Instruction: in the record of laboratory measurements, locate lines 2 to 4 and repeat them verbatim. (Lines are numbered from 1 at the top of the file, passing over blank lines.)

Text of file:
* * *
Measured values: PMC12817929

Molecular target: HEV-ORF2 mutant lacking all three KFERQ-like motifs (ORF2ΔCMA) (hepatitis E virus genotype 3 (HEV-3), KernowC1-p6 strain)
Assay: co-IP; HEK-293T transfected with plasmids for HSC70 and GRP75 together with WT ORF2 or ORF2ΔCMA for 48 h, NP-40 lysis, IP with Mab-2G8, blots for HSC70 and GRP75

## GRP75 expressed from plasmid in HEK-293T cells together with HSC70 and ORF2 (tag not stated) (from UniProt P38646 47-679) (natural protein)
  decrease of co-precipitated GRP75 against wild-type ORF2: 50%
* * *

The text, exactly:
Molecular target: HEV-ORF2 mutant lacking all three KFERQ-like motifs (ORF2ΔCMA) (hepatitis E virus genotype 3 (HEV-3), KernowC1-p6 strain)
Assay: co-IP; HEK-293T transfected with plasmids for HSC70 and GRP75 together with WT ORF2 or ORF2ΔCMA for 48 h, NP-40 lysis, IP with Mab-2G8, blots for HSC70 and GRP75

## GRP75 expressed from plasmid in HEK-293T cells together with HSC70 and ORF2 (tag not stated) (from UniProt P38646 47-679) (natural protein)